Thursday, 14 May 2020

ELAINE OWEN, GASKELL VS AUSTEN. AUTHOR GUEST POST & GIVEAWAY



Hi everybody! I’m thrilled to be able to visit with you today via My Jane Austen Book Club! A million thanks to Maria Grazia for letting me introduce myself and my newest novel, Margaret of Milton, to you!

Margaret of Milton is a variation on the beloved novel North and South, by Elizabeth Gaskell. On a blog dedicated to Jane Austen it may seem strange to feature a book based on a different author’s work! But as many Janeites have discovered, the writings of Elizabeth Gaskell contain some intriguing parallels and differences from Austen. Today I’d like to talk about the lives and writings of both authors.


Jane Austen, as most Janeites know, was the daughter of an Anglican minister and one of many children.  Her father was devoutly religious and faith played a significant role in the family’s everyday life. She fell in love at least once in her life, but she was not able to marry due to family objections on the man’s side. After that she remained single and never had children. Her father died when Austen was in her late twenties and for several years the family struggled financially. It was during this time period that Austen began to publish her work.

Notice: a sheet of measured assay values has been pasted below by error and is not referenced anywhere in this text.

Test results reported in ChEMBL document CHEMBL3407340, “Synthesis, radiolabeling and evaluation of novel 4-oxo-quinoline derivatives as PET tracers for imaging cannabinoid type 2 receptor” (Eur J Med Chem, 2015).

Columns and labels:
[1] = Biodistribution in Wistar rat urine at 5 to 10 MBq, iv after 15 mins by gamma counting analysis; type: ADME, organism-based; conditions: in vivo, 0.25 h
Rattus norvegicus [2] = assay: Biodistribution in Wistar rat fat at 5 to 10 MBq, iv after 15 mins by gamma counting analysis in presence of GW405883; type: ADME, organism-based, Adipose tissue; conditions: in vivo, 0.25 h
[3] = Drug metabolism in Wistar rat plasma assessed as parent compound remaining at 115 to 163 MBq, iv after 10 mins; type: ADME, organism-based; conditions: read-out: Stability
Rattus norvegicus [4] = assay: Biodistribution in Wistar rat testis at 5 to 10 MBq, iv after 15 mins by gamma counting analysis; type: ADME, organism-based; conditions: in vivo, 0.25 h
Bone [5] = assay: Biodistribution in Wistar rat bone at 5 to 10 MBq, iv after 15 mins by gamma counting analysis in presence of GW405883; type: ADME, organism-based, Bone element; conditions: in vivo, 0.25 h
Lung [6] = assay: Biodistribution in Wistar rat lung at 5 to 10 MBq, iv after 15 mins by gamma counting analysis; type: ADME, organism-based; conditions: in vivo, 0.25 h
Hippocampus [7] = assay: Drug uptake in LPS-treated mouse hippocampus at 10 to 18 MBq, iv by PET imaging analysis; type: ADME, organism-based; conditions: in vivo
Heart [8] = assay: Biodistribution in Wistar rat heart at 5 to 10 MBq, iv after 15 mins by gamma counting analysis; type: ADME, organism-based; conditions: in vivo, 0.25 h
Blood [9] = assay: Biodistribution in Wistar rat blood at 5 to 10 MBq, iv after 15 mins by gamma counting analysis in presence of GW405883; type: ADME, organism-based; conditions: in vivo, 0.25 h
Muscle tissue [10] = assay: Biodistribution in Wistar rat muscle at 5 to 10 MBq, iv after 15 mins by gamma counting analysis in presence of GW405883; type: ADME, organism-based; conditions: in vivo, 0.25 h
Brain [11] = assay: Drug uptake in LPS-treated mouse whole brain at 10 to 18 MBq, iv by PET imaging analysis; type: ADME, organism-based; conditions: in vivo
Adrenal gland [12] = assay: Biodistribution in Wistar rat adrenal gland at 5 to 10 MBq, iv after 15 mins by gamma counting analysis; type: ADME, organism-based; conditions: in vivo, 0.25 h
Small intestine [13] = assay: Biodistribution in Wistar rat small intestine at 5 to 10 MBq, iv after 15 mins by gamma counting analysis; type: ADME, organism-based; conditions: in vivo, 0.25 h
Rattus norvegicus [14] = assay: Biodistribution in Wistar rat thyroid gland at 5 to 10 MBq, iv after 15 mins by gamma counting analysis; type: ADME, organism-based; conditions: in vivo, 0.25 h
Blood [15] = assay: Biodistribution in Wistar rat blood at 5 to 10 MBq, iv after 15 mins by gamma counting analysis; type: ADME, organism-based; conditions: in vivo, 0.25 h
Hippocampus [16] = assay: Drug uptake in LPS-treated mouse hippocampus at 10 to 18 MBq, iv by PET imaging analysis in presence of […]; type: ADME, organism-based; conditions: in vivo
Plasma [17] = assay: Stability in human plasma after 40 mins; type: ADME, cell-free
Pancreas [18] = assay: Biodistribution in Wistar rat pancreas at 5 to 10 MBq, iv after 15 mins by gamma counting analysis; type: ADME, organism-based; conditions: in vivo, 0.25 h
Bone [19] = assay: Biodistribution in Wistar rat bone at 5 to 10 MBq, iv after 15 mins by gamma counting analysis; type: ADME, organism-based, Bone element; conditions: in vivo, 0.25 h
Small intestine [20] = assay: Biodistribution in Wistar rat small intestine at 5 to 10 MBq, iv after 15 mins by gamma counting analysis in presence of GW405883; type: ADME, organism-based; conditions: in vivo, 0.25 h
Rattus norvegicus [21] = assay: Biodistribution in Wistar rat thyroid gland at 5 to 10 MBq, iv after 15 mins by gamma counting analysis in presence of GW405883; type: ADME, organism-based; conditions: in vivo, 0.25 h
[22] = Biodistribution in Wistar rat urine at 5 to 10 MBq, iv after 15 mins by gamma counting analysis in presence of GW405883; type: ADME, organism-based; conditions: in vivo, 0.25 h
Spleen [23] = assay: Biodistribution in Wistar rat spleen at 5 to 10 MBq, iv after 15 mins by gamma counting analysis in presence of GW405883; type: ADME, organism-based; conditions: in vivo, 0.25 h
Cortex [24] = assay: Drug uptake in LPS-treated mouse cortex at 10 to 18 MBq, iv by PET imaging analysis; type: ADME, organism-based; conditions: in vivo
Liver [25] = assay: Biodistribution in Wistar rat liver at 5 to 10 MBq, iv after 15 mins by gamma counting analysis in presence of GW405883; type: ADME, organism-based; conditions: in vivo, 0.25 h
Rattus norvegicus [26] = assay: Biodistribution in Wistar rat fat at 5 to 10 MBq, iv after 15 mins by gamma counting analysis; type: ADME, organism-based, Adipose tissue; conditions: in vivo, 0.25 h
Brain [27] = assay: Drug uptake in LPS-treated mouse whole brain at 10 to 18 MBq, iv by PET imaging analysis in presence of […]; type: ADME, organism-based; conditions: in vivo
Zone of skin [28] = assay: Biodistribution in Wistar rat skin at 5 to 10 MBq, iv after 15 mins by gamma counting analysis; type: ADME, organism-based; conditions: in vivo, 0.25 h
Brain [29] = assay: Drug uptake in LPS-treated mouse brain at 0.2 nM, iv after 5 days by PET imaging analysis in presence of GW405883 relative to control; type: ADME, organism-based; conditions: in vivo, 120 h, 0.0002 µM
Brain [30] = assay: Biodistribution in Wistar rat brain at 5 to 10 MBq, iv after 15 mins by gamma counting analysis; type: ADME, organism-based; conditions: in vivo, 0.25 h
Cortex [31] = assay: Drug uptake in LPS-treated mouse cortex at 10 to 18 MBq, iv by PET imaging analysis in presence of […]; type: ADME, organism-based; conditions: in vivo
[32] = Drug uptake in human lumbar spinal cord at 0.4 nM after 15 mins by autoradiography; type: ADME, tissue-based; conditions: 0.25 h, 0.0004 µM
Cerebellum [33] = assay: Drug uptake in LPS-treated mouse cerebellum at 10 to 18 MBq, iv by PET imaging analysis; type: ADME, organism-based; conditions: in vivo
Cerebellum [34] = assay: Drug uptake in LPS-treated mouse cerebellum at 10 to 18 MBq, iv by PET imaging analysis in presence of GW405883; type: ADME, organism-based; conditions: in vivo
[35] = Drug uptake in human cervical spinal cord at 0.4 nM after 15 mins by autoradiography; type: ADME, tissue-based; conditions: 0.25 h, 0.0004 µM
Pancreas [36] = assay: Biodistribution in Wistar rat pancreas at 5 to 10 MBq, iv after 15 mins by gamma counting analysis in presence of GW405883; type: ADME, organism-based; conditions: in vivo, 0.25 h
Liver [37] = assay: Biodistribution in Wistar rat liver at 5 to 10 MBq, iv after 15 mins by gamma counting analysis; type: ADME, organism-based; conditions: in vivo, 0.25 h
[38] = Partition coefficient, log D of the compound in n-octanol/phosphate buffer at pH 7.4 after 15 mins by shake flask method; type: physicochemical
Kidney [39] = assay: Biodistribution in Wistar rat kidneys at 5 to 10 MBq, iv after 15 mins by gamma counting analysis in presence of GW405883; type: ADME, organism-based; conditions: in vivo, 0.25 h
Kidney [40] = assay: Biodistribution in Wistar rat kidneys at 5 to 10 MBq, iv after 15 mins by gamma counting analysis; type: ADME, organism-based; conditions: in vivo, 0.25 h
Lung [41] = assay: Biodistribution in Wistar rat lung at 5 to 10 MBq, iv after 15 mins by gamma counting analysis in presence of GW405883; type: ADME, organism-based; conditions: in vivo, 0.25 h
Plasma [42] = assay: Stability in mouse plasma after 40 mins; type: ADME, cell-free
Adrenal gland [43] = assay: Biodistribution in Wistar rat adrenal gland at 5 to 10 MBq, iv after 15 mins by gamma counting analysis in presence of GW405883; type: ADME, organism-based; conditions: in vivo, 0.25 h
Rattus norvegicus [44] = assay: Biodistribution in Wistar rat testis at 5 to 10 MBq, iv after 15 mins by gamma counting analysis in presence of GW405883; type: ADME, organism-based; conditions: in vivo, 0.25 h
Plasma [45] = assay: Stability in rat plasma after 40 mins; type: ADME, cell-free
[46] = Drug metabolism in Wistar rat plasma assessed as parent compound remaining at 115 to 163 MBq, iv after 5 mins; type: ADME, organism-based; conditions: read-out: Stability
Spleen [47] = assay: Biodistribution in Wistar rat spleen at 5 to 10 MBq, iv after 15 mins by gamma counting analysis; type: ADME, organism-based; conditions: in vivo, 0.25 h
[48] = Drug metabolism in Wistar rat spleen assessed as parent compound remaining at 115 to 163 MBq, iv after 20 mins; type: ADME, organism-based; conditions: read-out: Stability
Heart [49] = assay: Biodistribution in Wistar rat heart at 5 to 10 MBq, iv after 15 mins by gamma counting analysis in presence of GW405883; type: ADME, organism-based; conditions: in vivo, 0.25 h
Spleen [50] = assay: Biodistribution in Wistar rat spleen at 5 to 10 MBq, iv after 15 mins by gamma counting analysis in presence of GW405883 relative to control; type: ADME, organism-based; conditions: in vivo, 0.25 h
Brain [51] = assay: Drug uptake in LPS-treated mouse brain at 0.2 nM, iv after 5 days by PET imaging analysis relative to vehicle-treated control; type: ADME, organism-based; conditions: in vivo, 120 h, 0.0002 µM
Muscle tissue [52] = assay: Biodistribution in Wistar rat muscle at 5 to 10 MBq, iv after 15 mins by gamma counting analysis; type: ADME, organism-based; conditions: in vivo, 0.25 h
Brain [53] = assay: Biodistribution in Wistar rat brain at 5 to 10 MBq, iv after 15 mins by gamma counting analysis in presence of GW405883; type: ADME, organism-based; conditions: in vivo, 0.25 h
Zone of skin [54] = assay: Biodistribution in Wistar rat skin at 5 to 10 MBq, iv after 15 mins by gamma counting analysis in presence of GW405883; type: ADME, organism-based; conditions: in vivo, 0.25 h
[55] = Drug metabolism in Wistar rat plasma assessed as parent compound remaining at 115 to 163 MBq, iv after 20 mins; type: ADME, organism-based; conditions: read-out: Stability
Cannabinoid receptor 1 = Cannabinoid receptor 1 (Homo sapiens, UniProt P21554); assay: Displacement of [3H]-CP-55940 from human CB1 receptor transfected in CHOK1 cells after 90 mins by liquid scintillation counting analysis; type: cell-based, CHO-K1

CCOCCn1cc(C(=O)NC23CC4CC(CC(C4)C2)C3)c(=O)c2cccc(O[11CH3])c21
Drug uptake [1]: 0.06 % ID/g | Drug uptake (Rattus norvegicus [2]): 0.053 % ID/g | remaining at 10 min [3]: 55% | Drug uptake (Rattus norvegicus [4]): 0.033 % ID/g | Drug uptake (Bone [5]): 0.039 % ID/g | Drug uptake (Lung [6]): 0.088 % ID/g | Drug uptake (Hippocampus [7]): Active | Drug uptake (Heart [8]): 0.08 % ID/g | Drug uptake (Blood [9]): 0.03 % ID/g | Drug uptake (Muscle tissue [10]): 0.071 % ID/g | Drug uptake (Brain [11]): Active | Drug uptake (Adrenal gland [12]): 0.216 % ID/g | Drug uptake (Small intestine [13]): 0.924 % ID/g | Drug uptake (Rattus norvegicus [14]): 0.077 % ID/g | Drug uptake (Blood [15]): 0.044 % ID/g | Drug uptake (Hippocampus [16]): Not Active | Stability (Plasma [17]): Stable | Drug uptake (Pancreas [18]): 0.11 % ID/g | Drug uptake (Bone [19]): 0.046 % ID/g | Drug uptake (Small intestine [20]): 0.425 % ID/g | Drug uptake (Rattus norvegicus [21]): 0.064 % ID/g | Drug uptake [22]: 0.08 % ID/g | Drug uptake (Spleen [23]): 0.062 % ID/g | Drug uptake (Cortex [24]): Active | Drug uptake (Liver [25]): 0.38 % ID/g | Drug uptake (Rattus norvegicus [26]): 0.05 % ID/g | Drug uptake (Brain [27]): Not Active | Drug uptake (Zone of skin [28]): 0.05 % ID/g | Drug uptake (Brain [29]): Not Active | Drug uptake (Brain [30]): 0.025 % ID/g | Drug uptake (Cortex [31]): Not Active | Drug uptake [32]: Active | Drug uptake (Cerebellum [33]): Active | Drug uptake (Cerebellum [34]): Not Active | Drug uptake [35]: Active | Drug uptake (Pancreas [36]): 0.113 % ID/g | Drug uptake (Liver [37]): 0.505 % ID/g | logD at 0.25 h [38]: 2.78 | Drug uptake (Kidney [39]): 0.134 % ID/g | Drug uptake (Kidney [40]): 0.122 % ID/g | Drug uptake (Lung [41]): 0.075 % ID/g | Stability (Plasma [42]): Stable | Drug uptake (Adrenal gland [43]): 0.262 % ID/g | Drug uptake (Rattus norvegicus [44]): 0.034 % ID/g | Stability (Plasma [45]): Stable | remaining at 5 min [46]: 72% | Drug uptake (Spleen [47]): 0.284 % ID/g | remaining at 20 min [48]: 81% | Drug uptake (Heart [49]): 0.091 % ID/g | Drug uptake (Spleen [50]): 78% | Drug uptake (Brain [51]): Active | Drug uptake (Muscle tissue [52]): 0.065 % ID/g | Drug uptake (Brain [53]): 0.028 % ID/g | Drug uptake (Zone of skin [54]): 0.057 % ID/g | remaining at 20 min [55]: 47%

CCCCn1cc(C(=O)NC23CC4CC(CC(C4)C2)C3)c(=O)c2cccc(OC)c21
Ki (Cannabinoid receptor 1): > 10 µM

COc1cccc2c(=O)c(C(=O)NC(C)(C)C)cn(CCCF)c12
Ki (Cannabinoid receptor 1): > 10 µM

Austen’s writing was anonymous. Although her writing received critical acclaim in her lifetime, her identity was not revealed until after her death.  She died at just forty-one years of age after a lingering illness.

Elizabeth Gaskell, by contrast, never knew her mother, who passed away when Gaskell was only a year old. She was then sent away to be raised by her aunt and stayed with her aunt even after her father remarried a few years later. Like Austen, Gaskell’s father was also a minister, but he was in the Unitarian church, a more liberal denomination than the Anglican tradition. Gaskell’s family emphasized religion, education and acts of charity.

Gaskell eventually married another Unitarian minister and ended up living in the manufacturing city of Manchester, at the height of the industrial revolution. Her own home was fashionable and filled with modern comforts but she had a clear view of the mills, factories and slums that were a sad part of Victorian England. In years to come they would play an important part in her novels.